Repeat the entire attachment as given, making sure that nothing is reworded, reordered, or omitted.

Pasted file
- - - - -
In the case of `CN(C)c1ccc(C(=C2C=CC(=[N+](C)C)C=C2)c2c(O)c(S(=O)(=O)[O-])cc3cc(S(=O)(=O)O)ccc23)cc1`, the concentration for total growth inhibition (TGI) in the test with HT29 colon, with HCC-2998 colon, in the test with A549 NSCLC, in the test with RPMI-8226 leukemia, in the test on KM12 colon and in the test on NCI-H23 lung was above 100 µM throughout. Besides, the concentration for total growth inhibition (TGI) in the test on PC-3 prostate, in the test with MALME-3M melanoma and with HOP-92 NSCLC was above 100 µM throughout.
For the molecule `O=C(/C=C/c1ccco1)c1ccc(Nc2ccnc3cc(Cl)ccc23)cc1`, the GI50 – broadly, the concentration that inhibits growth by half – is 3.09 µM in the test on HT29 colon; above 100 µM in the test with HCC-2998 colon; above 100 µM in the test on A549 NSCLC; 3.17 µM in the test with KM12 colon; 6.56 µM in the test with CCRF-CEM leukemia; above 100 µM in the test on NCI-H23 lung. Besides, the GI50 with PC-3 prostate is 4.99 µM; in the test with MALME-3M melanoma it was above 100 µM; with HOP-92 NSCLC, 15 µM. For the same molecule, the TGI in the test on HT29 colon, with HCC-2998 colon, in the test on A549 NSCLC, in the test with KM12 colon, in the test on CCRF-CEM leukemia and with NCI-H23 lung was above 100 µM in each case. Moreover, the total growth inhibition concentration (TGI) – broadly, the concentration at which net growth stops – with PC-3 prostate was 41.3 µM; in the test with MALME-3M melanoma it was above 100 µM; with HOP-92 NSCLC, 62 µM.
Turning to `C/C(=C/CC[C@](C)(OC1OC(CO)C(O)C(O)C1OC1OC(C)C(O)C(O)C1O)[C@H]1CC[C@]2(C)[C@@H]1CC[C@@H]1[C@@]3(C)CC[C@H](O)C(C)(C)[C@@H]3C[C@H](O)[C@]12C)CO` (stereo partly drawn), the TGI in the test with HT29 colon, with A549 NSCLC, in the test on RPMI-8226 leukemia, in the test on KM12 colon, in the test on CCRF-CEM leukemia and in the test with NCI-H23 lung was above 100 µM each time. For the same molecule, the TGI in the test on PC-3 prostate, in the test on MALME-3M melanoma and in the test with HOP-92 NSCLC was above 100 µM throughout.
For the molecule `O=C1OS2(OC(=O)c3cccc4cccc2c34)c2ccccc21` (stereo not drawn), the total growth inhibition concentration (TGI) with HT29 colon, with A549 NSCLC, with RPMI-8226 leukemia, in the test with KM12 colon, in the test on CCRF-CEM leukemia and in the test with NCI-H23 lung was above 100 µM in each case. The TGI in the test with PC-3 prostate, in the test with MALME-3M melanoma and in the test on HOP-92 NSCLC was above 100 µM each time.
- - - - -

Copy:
In the case of `CN(C)c1ccc(C(=C2C=CC(=[N+](C)C)C=C2)c2c(O)c(S(=O)(=O)[O-])cc3cc(S(=O)(=O)O)ccc23)cc1`, the concentration for total growth inhibition (TGI) in the test with HT29 colon, with HCC-2998 colon, in the test with A549 NSCLC, in the test with RPMI-8226 leukemia, in the test on KM12 colon and in the test on NCI-H23 lung was above 100 µM throughout. Besides, the concentration for total growth inhibition (TGI) in the test on PC-3 prostate, in the test with MALME-3M melanoma and with HOP-92 NSCLC was above 100 µM throughout.
For the molecule `O=C(/C=C/c1ccco1)c1ccc(Nc2ccnc3cc(Cl)ccc23)cc1`, the GI50 – broadly, the concentration that inhibits growth by half – is 3.09 µM in the test on HT29 colon; above 100 µM in the test with HCC-2998 colon; above 100 µM in the test on A549 NSCLC; 3.17 µM in the test with KM12 colon; 6.56 µM in the test with CCRF-CEM leukemia; above 100 µM in the test on NCI-H23 lung. Besides, the GI50 with PC-3 prostate is 4.99 µM; in the test with MALME-3M melanoma it was above 100 µM; with HOP-92 NSCLC, 15 µM. For the same molecule, the TGI in the test on HT29 colon, with HCC-2998 colon, in the test on A549 NSCLC, in the test with KM12 colon, in the test on CCRF-CEM leukemia and with NCI-H23 lung was above 100 µM in each case. Moreover, the total growth inhibition concentration (TGI) – broadly, the concentration at which net growth stops – with PC-3 prostate was 41.3 µM; in the test with MALME-3M melanoma it was above 100 µM; with HOP-92 NSCLC, 62 µM.
Turning to `C/C(=C/CC[C@](C)(OC1OC(CO)C(O)C(O)C1OC1OC(C)C(O)C(O)C1O)[C@H]1CC[C@]2(C)[C@@H]1CC[C@@H]1[C@@]3(C)CC[C@H](O)C(C)(C)[C@@H]3C[C@H](O)[C@]12C)CO` (stereo partly drawn), the TGI in the test with HT29 colon, with A549 NSCLC, in the test on RPMI-8226 leukemia, in the test on KM12 colon, in the test on CCRF-CEM leukemia and in the test with NCI-H23 lung was above 100 µM each time. For the same molecule, the TGI in the test on PC-3 prostate, in the test on MALME-3M melanoma and in the test with HOP-92 NSCLC was above 100 µM throughout.
For the molecule `O=C1OS2(OC(=O)c3cccc4cccc2c34)c2ccccc21` (stereo not drawn), the total growth inhibition concentration (TGI) with HT29 colon, with A549 NSCLC, with RPMI-8226 leukemia, in the test with KM12 colon, in the test on CCRF-CEM leukemia and in the test with NCI-H23 lung was above 100 µM in each case. The TGI in the test with PC-3 prostate, in the test with MALME-3M melanoma and in the test on HOP-92 NSCLC was above 100 µM each time.